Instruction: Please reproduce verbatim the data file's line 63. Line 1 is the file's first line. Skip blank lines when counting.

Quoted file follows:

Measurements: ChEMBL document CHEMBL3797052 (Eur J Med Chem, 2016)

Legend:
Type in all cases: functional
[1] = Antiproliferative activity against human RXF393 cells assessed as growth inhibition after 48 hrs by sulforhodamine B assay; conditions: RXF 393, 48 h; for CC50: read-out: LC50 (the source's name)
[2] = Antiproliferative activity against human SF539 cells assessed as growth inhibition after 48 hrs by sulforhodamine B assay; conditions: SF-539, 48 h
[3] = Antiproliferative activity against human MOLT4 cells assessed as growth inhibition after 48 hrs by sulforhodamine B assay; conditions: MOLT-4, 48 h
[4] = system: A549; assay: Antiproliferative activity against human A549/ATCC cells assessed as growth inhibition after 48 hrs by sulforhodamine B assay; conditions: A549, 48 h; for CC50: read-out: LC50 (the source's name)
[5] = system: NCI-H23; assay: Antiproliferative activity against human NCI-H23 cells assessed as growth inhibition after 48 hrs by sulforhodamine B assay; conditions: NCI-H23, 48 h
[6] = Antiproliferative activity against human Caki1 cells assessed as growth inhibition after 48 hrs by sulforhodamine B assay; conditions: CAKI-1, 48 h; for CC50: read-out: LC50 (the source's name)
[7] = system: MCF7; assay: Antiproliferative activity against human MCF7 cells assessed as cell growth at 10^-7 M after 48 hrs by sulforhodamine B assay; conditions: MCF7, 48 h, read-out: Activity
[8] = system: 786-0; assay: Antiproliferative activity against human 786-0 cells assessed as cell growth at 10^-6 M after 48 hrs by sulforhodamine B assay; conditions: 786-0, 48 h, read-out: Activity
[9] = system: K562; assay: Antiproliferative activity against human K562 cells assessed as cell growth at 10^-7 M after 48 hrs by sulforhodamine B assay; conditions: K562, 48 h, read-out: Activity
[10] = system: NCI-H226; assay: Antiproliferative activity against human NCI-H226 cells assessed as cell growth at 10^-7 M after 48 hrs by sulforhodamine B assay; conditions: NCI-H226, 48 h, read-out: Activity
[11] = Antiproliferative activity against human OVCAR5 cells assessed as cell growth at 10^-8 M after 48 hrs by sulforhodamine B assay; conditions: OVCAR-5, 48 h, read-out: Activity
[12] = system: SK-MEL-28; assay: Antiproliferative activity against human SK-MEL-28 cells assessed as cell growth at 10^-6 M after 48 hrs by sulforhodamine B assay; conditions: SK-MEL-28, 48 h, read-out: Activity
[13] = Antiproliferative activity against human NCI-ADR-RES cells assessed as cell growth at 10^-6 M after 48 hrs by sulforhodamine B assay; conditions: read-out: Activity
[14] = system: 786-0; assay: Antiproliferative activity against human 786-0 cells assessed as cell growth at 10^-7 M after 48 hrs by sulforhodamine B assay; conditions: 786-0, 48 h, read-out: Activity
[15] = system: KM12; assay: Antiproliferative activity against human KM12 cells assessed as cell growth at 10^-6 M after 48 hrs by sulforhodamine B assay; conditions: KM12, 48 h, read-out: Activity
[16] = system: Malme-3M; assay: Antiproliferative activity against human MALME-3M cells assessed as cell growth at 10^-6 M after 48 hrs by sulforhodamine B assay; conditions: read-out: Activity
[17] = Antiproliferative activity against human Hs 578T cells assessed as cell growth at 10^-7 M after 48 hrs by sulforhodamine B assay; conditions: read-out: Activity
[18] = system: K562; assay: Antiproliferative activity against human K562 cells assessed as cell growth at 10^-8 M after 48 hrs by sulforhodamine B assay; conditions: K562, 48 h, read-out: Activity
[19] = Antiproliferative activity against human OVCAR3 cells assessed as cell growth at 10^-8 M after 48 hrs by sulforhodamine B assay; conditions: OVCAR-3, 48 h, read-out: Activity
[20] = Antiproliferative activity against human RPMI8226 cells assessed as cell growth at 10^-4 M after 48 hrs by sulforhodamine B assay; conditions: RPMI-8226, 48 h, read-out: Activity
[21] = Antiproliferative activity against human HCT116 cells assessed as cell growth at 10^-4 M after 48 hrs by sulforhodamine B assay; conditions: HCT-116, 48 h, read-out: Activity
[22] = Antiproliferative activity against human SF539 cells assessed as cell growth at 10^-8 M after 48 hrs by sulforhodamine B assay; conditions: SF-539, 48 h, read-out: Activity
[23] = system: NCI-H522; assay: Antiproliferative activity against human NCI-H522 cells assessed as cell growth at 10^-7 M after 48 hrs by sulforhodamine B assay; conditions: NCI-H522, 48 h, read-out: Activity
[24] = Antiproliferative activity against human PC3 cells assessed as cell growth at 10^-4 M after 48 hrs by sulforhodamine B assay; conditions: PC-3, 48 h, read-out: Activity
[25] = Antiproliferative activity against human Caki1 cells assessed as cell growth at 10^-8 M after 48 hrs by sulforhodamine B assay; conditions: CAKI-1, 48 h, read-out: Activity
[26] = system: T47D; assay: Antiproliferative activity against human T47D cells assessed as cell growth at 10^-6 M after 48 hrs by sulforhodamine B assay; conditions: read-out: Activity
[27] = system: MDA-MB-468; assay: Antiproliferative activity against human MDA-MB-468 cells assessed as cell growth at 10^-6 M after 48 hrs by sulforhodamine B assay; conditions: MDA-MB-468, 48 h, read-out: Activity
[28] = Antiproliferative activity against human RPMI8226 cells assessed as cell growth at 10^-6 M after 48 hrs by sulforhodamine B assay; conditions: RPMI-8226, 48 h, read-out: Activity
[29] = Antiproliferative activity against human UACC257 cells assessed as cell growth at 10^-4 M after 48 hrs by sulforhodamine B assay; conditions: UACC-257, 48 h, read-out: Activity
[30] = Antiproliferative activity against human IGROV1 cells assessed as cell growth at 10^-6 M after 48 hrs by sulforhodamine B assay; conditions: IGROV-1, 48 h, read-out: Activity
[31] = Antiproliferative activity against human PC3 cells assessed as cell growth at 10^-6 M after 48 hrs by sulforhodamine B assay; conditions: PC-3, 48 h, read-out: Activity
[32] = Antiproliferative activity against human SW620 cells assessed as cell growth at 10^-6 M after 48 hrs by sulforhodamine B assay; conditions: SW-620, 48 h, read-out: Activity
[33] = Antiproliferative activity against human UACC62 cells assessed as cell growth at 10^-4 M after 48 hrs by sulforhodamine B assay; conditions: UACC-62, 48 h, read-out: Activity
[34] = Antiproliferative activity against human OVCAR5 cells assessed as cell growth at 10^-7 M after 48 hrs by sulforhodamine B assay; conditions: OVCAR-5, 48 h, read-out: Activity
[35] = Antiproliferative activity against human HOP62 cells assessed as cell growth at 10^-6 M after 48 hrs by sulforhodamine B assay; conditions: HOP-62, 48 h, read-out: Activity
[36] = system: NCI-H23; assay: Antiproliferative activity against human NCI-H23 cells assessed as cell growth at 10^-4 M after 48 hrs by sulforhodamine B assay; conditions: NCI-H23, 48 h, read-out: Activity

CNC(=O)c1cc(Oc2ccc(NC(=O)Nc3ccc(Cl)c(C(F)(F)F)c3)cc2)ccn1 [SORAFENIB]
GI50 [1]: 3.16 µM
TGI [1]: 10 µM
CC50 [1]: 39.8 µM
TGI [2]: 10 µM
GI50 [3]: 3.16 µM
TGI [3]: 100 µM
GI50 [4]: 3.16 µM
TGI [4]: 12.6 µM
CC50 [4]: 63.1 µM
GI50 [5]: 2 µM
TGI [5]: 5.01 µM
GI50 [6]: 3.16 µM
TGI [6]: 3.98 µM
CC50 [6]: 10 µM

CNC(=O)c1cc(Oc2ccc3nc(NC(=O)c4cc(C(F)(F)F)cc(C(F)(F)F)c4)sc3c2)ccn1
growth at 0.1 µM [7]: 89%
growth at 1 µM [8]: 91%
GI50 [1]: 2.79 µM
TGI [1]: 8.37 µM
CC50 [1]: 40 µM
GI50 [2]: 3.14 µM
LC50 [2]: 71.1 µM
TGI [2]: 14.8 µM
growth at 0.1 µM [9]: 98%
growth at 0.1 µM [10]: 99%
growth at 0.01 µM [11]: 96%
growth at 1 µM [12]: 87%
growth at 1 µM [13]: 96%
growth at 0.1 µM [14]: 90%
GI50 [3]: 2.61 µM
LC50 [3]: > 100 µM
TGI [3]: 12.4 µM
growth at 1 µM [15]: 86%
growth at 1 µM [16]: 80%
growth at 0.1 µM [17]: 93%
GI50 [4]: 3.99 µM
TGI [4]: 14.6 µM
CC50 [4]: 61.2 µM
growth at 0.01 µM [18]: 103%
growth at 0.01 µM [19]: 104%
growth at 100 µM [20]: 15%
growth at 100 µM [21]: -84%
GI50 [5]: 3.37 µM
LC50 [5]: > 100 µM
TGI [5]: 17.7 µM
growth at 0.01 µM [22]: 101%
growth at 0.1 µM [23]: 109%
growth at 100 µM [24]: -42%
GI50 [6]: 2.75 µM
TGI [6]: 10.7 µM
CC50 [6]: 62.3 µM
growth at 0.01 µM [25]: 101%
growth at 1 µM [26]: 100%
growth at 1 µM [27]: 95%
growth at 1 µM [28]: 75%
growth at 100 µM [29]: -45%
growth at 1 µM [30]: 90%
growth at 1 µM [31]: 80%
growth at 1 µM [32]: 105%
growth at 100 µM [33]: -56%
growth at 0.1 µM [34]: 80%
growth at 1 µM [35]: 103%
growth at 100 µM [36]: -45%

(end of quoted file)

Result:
TGI [2]: 14.8 µM